EL PASO, Texas (Border Report) – Catholic leaders representing three states and two nations gathered Saturday in the middle of the Rio Grande to pray for the hundreds of migrants who’ve died this year along the U.S.-Mexico border.

The Mass on the river is a yearly tradition accentuated by a record number of fatalities this year.

One-hundred and forty-nine migrants in El Paso and Southern New Mexico – 686 from San Diego to Brownsville – died of falls, drowned in canals and in the Rio Grande or perished in Texas, New Mexico and Arizona deserts from Oct. 1, 2022, to Sept. 30, 2023, federal officials told Border Report. The number of fatalities in the El Paso region is a record and twice what it was last year.

“We are praying in a particular way here for those who have died pursuing their dream of finding a place of refuge, of safety and found that dream die with them in our deserts, in our canals,” said El Paso Bishop Mark J. Seitz. “We also are celebrating our unity. While borders have a place, borders don’t speak to the whole reality. The border sets the edge of a nation, but it can be a place of encounter, not confrontation.”

The bishops celebrated Mass on a wooden plank in the middle of the river, which hardly has any water at this time of year in El Paso. In the background rose the steel bollards of the U.S. border wall and spectators parked on a stretch of river where the Texas Army National Guard has placed concertina wire facing not Mexico, but New Mexico.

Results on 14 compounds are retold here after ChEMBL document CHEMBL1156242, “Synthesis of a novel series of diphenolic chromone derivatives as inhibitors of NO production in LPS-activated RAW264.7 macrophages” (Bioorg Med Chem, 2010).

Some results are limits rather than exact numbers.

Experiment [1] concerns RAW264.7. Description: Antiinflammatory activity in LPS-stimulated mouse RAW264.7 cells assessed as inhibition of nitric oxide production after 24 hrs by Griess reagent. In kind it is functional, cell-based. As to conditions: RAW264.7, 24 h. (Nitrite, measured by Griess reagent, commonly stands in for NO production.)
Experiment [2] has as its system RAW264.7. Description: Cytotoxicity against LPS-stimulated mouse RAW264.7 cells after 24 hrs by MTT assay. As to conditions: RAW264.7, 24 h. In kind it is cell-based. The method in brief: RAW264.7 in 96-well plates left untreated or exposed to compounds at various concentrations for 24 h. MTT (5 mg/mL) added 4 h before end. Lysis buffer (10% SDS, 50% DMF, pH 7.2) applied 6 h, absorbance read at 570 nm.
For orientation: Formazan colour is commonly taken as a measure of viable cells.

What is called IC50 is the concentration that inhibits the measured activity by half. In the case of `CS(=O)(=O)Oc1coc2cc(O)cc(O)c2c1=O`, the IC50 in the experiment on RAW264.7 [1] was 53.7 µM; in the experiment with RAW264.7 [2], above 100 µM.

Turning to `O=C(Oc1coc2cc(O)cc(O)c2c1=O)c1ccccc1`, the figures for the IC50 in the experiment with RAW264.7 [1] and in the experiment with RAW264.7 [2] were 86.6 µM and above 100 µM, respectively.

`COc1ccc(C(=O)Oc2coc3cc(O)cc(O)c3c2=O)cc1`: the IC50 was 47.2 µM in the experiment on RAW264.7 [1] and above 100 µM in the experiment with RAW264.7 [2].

White crosses symbolizing deceased migrants lined the riverbank, and flag bearers carrying the standards of Venezuela, Brazil, Turkey, Ecuador and Mexico – whose citizens have crossed the border at El Paso by the thousands in recent years – marched near the wall.

Las Cruces, New Mexico, Bishop Peter Baldacchino said it’s regrettable that people die from injustices or lack of care.

“We talk about welcoming people into our home without remembering we are in the home and land of our Father. Nothing of this belongs to us, it all belongs to our Heavenly Father, and one day he will ask an account from us how we administered the blessings that he has sent our way. Let us put our faith into practice and build bridges.”

Juarez Bishop Jose Guadalupe Torres said the church is deeply involved in assisting migrants who arrive at the border. “We pray for all migrants, especially for those departed, and also for the mission of commitment to show mercy, embrace, protect and integrate among us our migrant and refugee brothers,” he said.

At least 200 on either side of the river witnessed the gathering. For some, it was the first time they stood so close to the U.S.-Mexico border.

“I think it’s a beautiful, wonderful Mass. The symbolism of us meeting at the border, right there on the river is very poignant,” said Danny Muniz, a member of the Knights of Columbus. The Mass was a call “that we open our hearts. That’s what’s going on here, that we love everyone, and we take sympathy and compassion on people.”